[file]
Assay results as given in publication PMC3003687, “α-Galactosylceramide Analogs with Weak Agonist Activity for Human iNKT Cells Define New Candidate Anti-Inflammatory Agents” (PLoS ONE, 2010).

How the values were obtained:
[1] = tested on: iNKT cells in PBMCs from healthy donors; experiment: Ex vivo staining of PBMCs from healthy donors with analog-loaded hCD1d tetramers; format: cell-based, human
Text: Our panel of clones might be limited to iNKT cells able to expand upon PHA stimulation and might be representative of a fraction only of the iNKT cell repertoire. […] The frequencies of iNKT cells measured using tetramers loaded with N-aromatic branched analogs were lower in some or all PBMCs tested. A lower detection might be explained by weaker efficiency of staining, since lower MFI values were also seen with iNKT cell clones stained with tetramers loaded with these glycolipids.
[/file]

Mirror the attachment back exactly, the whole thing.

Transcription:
Assay results as given in publication PMC3003687, “α-Galactosylceramide Analogs with Weak Agonist Activity for Human iNKT Cells Define New Candidate Anti-Inflammatory Agents” (PLoS ONE, 2010).

How the values were obtained:
[1] = tested on: iNKT cells in PBMCs from healthy donors; experiment: Ex vivo staining of PBMCs from healthy donors with analog-loaded hCD1d tetramers; format: cell-based, human
Text: Our panel of clones might be limited to iNKT cells able to expand upon PHA stimulation and might be representative of a fraction only of the iNKT cell repertoire. […] The frequencies of iNKT cells measured using tetramers loaded with N-aromatic branched analogs were lower in some or all PBMCs tested. A lower detection might be explained by weaker efficiency of staining, since lower MFI values were also seen with iNKT cell clones stained with tetramers loaded with these glycolipids.